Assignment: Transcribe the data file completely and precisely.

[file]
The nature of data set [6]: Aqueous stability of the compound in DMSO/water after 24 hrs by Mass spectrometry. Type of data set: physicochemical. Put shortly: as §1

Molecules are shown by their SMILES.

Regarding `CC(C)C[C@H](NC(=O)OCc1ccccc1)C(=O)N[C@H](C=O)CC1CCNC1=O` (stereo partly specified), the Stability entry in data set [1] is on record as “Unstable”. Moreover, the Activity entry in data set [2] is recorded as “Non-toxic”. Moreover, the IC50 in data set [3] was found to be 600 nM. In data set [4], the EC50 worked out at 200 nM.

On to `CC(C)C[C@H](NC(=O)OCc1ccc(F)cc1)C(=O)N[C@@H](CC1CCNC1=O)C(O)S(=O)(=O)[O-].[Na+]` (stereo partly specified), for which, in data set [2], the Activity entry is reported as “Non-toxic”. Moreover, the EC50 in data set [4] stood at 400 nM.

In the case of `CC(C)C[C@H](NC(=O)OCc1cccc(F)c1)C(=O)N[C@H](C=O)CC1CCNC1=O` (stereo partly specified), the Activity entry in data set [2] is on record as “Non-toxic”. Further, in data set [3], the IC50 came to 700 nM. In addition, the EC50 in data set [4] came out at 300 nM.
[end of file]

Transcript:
The nature of data set [6]: Aqueous stability of the compound in DMSO/water after 24 hrs by Mass spectrometry. Type of data set: physicochemical. Put shortly: as §1

Molecules are shown by their SMILES.

Regarding `CC(C)C[C@H](NC(=O)OCc1ccccc1)C(=O)N[C@H](C=O)CC1CCNC1=O` (stereo partly specified), the Stability entry in data set [1] is on record as “Unstable”. Moreover, the Activity entry in data set [2] is recorded as “Non-toxic”. Moreover, the IC50 in data set [3] was found to be 600 nM. In data set [4], the EC50 worked out at 200 nM.

On to `CC(C)C[C@H](NC(=O)OCc1ccc(F)cc1)C(=O)N[C@@H](CC1CCNC1=O)C(O)S(=O)(=O)[O-].[Na+]` (stereo partly specified), for which, in data set [2], the Activity entry is reported as “Non-toxic”. Moreover, the EC50 in data set [4] stood at 400 nM.

In the case of `CC(C)C[C@H](NC(=O)OCc1cccc(F)c1)C(=O)N[C@H](C=O)CC1CCNC1=O` (stereo partly specified), the Activity entry in data set [2] is on record as “Non-toxic”. Further, in data set [3], the IC50 came to 700 nM. In addition, the EC50 in data set [4] came out at 300 nM.